The CFTC's proposed rules, if adopted, would have required most commodity pools (such as private funds) with any non-ECP investors to comply with the CFTC's retail forex rules in order to enter into any off-exchange forex transactions. Among other things, this would have limited the types of counterparties such pools could use for such transactions to certain U.S. financial institutions, U.S. broker-dealers, futures commission merchants, and retail foreign exchange dealers, and under certain circumstances, would have required registration of the operators of and advisers to such pools with the CFTC as commodity pool operators and commodity trading advisors, respectively. Many funds have non-ECP investors; for example, the threshold for an individual to qualify as an ECP for non-hedging transactions ($10 million of assets invested on a discretionary basis) is higher than the threshold for an individual to qualify as a "qualified purchaser" under the Investment Company Act of 1940 (the "1940 Act"), and there is no "knowledgeable employee" provision in the ECP definition comparable to those in Rule 3c-5 under the 1940 Act and Rule 205-3 under the Investment Advisers Act of 1940. The proposed rules would have had a significant impact on the ability of private funds with any such non-ECP investors to enter into off-exchange forex transactions.

Exemption from Look-Through Treatment. The final rule adopted by the CFTC exempts most funds from the look-through requirement. Under the final rule, a commodity pool will be deemed an ECP with respect to retail forex transactions, regardless of whether each participant in the pool is an ECP, if the following conditions are satisfied:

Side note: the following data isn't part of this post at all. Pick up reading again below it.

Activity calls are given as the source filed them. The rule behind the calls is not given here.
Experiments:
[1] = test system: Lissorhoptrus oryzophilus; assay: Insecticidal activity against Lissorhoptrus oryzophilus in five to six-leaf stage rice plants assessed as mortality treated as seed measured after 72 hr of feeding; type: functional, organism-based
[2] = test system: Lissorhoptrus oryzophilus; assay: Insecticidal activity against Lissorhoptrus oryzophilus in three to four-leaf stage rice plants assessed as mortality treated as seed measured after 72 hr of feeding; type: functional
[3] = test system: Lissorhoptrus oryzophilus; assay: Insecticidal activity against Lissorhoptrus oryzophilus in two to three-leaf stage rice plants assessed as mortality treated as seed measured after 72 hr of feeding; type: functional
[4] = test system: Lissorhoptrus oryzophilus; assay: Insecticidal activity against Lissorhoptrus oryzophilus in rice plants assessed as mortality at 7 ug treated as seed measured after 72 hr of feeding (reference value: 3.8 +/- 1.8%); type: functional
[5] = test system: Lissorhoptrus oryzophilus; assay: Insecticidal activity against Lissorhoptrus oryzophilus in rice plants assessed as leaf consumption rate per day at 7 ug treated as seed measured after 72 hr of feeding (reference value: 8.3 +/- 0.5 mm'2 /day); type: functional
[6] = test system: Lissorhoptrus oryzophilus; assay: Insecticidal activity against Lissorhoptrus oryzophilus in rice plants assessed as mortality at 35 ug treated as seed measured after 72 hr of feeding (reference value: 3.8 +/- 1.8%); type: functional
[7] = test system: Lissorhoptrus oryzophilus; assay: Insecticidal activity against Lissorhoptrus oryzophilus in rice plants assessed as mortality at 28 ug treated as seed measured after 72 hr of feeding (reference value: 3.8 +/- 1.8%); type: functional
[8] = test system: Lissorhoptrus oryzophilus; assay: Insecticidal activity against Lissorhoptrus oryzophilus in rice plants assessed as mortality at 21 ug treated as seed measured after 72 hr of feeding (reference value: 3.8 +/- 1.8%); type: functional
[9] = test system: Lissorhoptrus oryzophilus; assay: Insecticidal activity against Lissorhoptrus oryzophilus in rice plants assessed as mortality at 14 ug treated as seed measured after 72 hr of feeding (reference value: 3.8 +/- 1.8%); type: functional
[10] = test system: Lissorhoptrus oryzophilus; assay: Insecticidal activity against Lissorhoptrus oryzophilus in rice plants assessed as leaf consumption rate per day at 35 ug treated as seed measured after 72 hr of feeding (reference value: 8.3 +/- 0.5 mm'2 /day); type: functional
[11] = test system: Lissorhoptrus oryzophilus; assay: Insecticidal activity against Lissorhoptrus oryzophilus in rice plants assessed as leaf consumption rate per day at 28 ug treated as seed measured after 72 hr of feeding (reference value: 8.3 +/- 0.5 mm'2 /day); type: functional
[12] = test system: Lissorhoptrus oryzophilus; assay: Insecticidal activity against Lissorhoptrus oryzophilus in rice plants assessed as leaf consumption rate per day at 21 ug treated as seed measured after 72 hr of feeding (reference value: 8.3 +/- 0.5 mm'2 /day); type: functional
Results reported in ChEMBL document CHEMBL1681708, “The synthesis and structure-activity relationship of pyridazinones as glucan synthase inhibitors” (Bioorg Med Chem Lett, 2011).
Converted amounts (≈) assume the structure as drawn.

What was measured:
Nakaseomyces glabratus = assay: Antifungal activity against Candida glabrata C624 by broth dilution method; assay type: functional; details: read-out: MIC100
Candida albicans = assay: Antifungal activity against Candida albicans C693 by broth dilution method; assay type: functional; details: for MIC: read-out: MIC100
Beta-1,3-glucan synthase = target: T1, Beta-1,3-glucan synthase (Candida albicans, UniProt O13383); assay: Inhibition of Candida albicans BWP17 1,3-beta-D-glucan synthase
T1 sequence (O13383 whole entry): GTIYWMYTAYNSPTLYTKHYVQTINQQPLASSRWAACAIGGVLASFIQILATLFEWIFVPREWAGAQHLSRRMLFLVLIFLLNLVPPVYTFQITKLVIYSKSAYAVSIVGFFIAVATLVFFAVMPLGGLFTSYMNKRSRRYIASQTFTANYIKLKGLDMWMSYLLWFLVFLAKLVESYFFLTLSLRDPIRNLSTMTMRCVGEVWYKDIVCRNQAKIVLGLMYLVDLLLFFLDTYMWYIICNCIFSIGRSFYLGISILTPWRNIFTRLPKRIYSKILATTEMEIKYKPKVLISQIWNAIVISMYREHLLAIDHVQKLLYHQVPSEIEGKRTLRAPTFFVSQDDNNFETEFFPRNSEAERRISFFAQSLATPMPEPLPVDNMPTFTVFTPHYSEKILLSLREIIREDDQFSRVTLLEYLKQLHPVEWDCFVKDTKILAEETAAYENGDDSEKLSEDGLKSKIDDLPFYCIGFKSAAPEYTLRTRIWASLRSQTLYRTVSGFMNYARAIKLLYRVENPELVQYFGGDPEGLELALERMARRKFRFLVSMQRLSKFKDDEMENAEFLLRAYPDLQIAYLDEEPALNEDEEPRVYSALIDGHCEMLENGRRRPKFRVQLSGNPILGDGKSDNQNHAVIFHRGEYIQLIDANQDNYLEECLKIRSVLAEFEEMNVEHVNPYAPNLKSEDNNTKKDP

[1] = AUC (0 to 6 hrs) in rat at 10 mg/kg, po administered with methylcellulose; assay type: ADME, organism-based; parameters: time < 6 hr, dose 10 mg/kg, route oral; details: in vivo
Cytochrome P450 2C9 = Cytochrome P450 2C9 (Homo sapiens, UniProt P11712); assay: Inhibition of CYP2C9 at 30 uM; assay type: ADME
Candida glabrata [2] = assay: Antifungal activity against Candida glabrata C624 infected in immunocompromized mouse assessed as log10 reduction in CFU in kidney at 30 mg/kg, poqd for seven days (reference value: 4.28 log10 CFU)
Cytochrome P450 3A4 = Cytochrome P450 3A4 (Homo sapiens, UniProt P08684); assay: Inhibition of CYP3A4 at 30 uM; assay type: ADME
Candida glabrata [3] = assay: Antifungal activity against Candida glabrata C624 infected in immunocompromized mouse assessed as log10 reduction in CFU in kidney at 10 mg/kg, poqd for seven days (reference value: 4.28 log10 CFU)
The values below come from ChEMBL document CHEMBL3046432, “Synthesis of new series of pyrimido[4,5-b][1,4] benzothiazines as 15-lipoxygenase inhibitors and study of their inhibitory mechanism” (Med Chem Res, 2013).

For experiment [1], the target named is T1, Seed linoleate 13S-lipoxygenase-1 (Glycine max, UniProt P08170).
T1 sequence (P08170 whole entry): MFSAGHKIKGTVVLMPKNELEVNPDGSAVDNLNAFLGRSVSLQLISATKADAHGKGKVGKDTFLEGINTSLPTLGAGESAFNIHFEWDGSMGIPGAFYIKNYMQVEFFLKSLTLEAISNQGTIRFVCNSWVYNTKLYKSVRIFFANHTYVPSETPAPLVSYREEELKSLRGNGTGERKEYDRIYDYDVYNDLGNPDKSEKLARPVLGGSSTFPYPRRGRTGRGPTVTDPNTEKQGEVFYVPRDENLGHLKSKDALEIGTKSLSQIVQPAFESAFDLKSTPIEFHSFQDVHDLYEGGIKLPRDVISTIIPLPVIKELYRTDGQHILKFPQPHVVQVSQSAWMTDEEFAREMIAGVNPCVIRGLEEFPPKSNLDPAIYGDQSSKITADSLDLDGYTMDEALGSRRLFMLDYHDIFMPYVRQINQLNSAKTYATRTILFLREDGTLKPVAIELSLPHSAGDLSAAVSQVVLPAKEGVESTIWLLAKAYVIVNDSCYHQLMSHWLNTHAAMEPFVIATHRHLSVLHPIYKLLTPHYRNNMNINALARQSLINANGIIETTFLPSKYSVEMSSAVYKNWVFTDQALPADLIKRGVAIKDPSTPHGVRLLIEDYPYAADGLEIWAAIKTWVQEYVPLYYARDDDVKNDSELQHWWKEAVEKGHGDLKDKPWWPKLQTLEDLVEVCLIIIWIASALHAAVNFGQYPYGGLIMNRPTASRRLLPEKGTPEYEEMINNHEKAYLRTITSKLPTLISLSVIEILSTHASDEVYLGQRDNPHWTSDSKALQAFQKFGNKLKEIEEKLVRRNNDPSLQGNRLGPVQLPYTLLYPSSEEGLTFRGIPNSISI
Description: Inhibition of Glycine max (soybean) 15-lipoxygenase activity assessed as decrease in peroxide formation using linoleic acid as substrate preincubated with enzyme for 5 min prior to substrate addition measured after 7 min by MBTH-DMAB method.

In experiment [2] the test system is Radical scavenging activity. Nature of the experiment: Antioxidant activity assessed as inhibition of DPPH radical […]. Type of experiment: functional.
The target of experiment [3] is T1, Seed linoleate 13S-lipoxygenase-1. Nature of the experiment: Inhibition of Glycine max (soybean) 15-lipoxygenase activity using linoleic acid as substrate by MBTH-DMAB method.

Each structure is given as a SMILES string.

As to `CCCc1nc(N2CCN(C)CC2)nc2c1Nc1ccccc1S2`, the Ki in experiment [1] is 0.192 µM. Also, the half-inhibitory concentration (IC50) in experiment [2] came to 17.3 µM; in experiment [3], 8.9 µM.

• The pool is not formed for the purpose of evading the CEA or CFTC rules;
  • The pool has total assets exceeding $10 million; and
  • The pool is formed and operated by a registered CPO or a CPO who is exempt from registration under CFTC Rule 4.13(a)(3).

CFTC Rule 4.13(a)(3) exempts from registration operators of commodity pools that enter into no more than a de minimis amount of derivatives transactions. Due to the recent rescission of the exemption from CPO registration under CFTC Rule 4.13(a)(4), after December 31, 2012, most private funds are likely to be formed and operated by a registered CPO or by a CPO exempt from registration under CFTC Rule 4.13(a)(3). Further information regarding these requirements is available here. As a result, we expect that most private funds will satisfy the conditions above, and will therefore be exempt from the look-through requirement.

Because many pools will have been formed by CPOs that are exempt from registration, the last condition noted above will not be a requirement with respect to any pool formed before the end of 2012, when the look-through requirement will become effective.

In addition, under the final rules, a pool with no U.S. participants that is operated by a CPO located outside the United States will be considered an ECP irrespective of the ECP status of its participants.

Fund of Funds. In addition, under the final rules, if a commodity pool that is a counterparty to a retail forex transaction (a "transaction pool") has any investor that is a pool (an "investor pool"), the determination of whether such investor pool is itself an ECP will not require look through to each participant in such investor pool as long as certain conditions are met, including that none of the transaction pool, the investor pool, or any commodity pool in which the transaction pool holds an interest is structured to evade CFTC rules by permitting non-ECPs to engage in retail forex transactions. The Adopting Release clarifies that a fund of funds that invests in underlying funds and uses off-exchange forex transactions solely to hedge the currency risk between the currency in which underlying funds accept investments and the currency in which investors invest in the fund of funds would not be regarded as having been structured to evade these rules.

Effective Date

The new rules generally become effective 60 days after the date of publication in the Federal Register. The ECP look-through requirement becomes effective on December 31, 2012.